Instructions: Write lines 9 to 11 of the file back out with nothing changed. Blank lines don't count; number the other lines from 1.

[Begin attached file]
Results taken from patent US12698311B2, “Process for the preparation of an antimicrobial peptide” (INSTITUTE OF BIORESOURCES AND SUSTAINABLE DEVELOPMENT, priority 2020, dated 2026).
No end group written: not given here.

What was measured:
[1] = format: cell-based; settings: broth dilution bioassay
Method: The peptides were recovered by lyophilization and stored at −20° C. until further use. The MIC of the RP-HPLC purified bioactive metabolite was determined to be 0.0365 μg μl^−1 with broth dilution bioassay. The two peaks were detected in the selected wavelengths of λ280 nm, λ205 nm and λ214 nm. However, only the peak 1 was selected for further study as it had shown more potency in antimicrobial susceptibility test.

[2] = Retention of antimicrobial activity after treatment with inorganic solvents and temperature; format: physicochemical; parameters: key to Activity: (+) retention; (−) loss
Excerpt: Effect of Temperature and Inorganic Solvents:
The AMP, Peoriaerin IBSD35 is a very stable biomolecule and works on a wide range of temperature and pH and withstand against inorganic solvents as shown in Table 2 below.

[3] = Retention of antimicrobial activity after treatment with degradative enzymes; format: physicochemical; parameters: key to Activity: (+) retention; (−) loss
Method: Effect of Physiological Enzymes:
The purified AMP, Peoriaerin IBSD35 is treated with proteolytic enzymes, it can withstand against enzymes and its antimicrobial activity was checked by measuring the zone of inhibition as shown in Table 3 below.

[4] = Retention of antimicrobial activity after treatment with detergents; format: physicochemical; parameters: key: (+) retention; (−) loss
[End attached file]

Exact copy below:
[3] = Retention of antimicrobial activity after treatment with degradative enzymes; format: physicochemical; parameters: key to Activity: (+) retention; (−) loss
Method: Effect of Physiological Enzymes:
The purified AMP, Peoriaerin IBSD35 is treated with proteolytic enzymes, it can withstand against enzymes and its antimicrobial activity was checked by measuring the zone of inhibition as shown in Table 3 below.